The story of this project begins with a robbery. Paola and Jorge went out to the movies one afternoon; while they were out, a group of well-trained thieves crossed the rooftops of the neighboring houses to finally get into their home and steal everything considered valuable. Paola and Jorge had a feeling of insecurity, fear, and helplessness; however, this unpleasant experience motivated them to build their new home.
Our designing process includes three variables that we try to deeply understand and from which all elements emerge. The place: in this case, the house had to be located very closely to Morelia’s aqueduct, an architectural jewel that supplied water to the city in the XVI century. The client: during the design, we discovered that they were quite devoted to the Catholic religion; we were surprised to see many images of saints, figures of Christ, and baroque furniture all around their current home. However, they were now looking for a more essentialist architecture with a precise control of light to actually decorate the space with it. The last variable is our inner self, for which we employed Vipassana as an observation technique.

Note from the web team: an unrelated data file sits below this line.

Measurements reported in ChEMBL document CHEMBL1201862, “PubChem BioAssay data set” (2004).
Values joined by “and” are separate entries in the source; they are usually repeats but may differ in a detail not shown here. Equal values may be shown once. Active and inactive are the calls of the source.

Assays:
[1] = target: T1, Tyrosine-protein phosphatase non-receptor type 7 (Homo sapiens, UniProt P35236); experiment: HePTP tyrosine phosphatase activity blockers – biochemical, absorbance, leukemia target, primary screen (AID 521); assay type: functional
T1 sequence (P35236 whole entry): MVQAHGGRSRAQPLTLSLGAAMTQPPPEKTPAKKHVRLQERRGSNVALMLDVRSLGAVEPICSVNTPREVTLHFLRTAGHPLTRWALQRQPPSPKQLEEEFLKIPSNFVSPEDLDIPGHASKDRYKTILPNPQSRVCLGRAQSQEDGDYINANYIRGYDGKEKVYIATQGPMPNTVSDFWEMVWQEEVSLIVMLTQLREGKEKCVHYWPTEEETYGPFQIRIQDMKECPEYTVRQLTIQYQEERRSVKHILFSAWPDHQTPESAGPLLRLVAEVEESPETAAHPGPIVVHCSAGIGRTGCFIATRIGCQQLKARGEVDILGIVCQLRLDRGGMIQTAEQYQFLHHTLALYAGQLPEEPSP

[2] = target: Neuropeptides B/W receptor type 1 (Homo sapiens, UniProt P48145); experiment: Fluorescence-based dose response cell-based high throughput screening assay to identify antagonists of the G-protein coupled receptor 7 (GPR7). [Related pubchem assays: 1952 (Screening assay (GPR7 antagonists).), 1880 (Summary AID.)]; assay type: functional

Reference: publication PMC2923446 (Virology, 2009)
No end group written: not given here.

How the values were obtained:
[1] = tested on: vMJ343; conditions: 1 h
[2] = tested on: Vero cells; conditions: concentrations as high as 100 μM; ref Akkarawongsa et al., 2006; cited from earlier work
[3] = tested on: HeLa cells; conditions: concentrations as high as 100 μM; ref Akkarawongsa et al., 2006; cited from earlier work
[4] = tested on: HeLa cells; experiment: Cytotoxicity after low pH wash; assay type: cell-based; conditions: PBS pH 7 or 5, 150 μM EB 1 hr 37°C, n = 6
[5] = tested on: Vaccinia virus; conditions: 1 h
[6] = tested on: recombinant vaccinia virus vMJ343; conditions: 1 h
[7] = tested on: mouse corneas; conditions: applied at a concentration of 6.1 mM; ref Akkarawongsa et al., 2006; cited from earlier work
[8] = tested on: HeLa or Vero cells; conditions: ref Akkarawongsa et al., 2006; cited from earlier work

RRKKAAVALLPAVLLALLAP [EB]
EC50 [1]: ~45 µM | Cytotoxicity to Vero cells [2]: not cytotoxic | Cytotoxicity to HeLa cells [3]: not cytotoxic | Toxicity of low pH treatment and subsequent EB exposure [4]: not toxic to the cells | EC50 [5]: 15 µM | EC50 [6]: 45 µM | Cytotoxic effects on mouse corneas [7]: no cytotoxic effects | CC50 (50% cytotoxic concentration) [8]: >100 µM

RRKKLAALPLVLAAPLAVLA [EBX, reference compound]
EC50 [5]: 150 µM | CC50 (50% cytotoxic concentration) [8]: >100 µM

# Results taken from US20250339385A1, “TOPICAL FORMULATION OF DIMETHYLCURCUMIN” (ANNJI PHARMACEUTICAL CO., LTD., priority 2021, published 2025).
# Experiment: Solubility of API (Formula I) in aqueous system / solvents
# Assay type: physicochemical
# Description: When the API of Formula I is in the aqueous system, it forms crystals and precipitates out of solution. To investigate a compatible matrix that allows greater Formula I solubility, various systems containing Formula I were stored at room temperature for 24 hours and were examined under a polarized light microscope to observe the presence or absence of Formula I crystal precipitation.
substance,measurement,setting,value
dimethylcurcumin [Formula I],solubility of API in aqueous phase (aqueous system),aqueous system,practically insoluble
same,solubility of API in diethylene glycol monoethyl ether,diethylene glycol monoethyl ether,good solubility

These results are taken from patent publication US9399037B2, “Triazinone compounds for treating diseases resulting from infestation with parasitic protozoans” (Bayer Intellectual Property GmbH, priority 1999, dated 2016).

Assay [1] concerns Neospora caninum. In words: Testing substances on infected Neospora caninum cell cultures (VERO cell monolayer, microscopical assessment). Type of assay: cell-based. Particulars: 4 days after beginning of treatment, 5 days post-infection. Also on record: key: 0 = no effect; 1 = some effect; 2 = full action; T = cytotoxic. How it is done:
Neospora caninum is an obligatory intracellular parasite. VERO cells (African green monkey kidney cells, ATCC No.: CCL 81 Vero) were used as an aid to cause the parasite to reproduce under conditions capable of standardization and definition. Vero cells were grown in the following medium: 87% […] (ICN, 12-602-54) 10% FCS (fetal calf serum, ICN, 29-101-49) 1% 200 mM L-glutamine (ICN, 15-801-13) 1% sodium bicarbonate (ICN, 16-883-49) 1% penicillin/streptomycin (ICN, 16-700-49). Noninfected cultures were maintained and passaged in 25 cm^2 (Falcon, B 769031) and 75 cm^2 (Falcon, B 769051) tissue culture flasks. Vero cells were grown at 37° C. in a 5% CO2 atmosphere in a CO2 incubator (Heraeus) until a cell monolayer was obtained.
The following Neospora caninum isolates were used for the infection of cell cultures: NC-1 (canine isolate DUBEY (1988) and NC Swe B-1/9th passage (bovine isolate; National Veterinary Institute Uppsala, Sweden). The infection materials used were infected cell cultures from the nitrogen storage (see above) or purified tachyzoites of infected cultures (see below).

Above all, we aimed at understanding Paola and Jorge’s spiritual search and their religious devotion. We proposed to reshape the roofs to evoke those barrel vaults seen in Mexican catholic temples, thus disengaging the home from such type of decoration but not from its spirit. An introspective architecture was necessary due to the incident that gave rise to this project. It had to be sealed away from the outside, without windows or openings, and it had to resolve the illumination of the house through patios. This would not only reinforce a temple-like atmosphere of a sacred space but would also allow us to continue understanding emptiness-substance relationships in architectural projects.